in a couple of weeks, Bernie Sanders will lay out specifics of his vision for “Our Revolution.” He has been clear that his campaign for progressive social change did not end with the Philadelphia convention and will not end with the November elections. He has not been clear about how that is to happen. “Our Revolution” at the moment is a foggy concept.
Tom Gallagher, whose pre-convention articles I’ve reposted here several times, published a thoughtful analysis a few days ago in which he contrasted the American two-party system with the parliamentary systems common in European democracies. If we ignored the party labels and looked at the core policies, he said, we would have five major parties in the U.S. Namely, a Social-Democratic left party led by Sanders, a “Liberal” left-centrist party led by Clinton, a right-populist party led by Trump, and two conservative parties led by Cruz and Kasich, respectively.
You might quarrel with the labels on the right side. There’s an emerging right-centrist bloc of moderate Republicans of the Bloomberg stripe, who are currently with Clinton. And the lines between the Trump faction and other right-wing blocs are blurred and shifting. But on the left side, Gallagher’s inventory looks solid. While the “Liberal” Clinton party (the term is borrowed from the British spectrum) is the largest, Sanders’ Social-Democratic group is the second largest overall. Sanders took roughly forty-five per cent of all elected delegates in a primary system that was heavily slanted against him. He got more than twelve million votes. He raised more than 228 million dollars. Sanders’ successes defy historic precedents.
Given this new political reality, I can’t follow Gallagher’s conclusion that “Our Revolution” ought to set as its goal to remain within and to try to capture the Democratic Party. “We want to control the messy Democratic Party,” he writes. I have agreed with Gallagher that Sanders, after serving in the Senate for sixteen years as an independent, was smart to enter the Democratic Party for the primary. But in my view, what was brilliant before Philadelphia is less so in the aftermath.
Let me be clear. I agree with Sanders’ endorsement of Clinton for November. At least as a general umbrella guideline, subject to exception in states where the Clinton-Trump race is not at all close. The attacks on this endorsement strike me as at best reckless and at worst as paid for by Trump. This is the time for a kind of popular front or democratic coalition against Trump.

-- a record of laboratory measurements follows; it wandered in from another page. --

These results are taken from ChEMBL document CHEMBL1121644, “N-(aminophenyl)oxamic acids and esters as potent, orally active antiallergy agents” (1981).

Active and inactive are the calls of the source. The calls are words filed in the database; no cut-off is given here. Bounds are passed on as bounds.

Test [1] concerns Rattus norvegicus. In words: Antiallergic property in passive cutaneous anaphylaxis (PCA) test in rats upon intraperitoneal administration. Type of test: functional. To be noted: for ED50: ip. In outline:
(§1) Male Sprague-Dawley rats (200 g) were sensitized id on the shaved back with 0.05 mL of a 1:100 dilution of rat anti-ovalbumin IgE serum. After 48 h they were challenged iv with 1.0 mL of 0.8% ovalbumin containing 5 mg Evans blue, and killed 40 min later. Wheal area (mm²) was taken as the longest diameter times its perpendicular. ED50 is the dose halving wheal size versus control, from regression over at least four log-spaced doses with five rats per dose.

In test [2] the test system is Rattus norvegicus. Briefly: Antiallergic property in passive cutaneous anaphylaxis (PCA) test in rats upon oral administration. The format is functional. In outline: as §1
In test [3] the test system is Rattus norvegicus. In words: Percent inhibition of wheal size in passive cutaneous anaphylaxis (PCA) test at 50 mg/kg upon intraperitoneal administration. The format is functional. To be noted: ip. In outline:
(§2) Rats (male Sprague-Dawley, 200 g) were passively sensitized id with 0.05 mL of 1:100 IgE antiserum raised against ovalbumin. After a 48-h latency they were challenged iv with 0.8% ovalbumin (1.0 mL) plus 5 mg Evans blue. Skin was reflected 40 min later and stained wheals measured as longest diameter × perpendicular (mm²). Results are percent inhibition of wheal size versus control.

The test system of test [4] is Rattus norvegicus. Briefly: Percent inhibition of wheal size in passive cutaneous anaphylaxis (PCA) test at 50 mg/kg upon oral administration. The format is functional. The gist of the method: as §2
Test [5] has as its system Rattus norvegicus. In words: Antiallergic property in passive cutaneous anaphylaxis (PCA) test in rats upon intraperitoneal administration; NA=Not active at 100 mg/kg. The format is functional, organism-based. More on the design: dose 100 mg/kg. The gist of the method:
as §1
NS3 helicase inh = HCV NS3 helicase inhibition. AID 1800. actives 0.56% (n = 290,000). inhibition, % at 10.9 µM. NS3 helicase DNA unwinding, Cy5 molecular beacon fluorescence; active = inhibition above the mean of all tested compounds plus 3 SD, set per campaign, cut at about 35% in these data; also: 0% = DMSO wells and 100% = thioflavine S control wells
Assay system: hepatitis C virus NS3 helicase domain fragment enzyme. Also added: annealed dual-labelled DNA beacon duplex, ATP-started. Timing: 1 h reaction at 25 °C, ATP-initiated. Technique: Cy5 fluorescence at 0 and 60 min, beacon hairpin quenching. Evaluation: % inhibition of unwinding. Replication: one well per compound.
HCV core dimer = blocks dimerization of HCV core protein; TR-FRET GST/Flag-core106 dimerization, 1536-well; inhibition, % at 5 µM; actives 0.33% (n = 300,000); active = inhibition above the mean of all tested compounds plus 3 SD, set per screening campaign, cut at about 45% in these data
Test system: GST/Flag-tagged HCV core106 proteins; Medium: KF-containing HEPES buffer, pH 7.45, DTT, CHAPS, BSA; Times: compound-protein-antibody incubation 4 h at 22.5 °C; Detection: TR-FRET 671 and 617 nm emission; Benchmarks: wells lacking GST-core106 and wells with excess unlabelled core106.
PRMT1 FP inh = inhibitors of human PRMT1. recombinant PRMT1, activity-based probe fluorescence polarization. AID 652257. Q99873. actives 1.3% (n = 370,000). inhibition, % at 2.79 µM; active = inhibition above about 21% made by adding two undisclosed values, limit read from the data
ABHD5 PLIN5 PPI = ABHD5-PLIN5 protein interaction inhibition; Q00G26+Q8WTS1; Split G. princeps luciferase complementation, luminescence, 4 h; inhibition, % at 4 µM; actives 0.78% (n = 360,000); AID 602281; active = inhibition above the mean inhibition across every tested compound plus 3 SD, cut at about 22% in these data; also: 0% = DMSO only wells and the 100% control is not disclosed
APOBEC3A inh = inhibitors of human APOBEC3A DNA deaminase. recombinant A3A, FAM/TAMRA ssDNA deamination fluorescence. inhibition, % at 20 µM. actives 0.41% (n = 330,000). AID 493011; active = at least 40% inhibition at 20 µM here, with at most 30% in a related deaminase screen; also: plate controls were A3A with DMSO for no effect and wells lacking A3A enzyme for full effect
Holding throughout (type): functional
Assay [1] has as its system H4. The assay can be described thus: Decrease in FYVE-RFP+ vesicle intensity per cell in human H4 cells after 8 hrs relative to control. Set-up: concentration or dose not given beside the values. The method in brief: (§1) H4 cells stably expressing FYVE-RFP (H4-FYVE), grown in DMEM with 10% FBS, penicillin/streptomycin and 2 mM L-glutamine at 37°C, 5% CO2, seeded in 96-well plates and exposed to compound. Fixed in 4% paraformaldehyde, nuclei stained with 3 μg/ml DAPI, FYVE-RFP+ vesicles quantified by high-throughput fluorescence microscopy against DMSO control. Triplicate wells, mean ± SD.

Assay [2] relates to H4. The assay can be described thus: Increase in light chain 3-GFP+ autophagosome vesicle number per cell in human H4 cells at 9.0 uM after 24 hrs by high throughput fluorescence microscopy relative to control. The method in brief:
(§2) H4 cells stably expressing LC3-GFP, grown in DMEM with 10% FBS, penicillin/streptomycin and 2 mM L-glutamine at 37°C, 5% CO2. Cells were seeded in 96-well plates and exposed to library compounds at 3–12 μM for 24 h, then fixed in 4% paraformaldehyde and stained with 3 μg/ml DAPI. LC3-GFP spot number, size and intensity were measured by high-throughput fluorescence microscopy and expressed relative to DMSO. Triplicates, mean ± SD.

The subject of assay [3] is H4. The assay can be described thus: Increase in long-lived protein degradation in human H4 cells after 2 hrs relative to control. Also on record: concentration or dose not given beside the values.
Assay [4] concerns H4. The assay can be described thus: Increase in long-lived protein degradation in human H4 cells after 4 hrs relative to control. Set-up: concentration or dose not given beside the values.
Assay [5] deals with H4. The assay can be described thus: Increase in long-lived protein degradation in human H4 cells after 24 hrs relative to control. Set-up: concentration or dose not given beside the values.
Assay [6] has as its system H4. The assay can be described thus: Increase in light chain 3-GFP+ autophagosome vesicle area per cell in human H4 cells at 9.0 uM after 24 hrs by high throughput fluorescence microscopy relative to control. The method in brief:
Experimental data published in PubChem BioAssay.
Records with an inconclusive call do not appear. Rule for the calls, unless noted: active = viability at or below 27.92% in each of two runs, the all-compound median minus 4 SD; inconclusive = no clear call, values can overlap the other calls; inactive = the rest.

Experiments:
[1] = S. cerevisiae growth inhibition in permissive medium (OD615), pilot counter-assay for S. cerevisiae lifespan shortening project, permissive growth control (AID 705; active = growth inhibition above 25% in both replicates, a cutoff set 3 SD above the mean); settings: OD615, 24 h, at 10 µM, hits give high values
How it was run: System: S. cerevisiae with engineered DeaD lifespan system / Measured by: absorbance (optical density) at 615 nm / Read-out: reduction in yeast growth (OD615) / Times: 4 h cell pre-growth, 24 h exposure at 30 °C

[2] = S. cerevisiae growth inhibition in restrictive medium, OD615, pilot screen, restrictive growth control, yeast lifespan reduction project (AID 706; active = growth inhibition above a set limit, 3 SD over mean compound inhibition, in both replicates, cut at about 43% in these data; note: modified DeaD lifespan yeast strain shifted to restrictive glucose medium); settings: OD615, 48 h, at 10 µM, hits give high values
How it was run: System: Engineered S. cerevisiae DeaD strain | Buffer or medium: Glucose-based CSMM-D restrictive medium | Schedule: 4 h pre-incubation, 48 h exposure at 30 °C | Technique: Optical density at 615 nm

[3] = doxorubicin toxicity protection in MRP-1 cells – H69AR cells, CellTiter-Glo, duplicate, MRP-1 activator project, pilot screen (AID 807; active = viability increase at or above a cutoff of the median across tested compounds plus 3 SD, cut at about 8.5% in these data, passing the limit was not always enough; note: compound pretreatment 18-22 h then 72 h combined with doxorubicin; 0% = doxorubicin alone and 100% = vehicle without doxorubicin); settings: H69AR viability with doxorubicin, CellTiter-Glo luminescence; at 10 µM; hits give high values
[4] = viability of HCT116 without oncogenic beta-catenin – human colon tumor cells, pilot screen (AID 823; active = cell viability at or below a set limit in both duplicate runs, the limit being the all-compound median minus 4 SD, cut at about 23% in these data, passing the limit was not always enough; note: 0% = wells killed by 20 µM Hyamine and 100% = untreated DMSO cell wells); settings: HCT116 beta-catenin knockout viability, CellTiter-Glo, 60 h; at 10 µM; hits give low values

But an electoral endorsement or coalition is a very different thing than a merger of parties. Remaining within and trying to control the Democratic Party, as Gallagher advocates, amounts to merging the Sanders revolution with the Democratic establishment. The millions of people who grew enthusiastic about the ideas in the Sanders campaign will have no party flag to rally around. The Democratic Party flag will remain at best an ambiguous, and in many ways a repellent standard. Nothing beyond a string of Bernie Sanders email messages will identify progressive candidates down-ballot in races all over the country. Building political allegiances requires, among other things, clear imagery for the public to identify with. The strategy of trying to capture the Democratic Party from within situates the battle in the closed rooms where internecine conflicts take place, out of the public eye, and in a short time a mass of partisans becomes confused, demoralized, and passive.
With a single sketchy, passing historical reference, Gallagher dismisses the chances of a third party. But Gallagher does not even begin to look at the history or the current chances of progressive moles trying to take over the Democratic Party. Assume that Clinton is elected. She will command unlimited financial resources and a cornucopia of patronage goodies to distribute to her party loyalists. Debbie Wasserman-Schultz will be on steroids. Clinton will have the option to boot the Sandernistas out or to keep them on leash inside the party kennels, and she can do either at any time. Trying to take over the party of a sitting president, as Gallagher ought to know, is a borderline delirious notion.
Of course, if Clinton is defeated, the picture changes. Sanders will be able to say, “we told you so,” drawing on the array of polls during the primary showing Clinton as the weaker candidate against Trump. In the resulting chaos, a well-organized and disciplined Sanders faction might well make major gains toward party control. But the money men that run the Democratic Party (like the Republican) will never give up ownership of the party label, and the Sanders bloc will have to break out, or be kicked out, before the dust settles.
My voice is not the only one urging Sanders (while continuing to endorse Clinton for November) to launch a progressive third party. No less a pragmatic voice than Robert Reich, the former Secretary of Labor, wrote in the July 10 issue of The Nation:
The next move for Bernie Sanders’s political revolution is to set up a third party (shall we call it the New Progressive Party?), whose primary goal should be to get big money out of politics. Nothing else worth doing is possible unless we reclaim our democracy, and we can’t do that through our current Democratic or Republican parties, both of which are beholden to big money.
Reich thinks the launch of the new party should be delayed until after November 8. Perhaps, but a serious ramp-up toward the launch, with the goal clearly in mind, needn’t wait. I would argue that Sanders has already waited too long; that the moment to announce the project was in his endorsement speech in Philadelphia. But better late than never.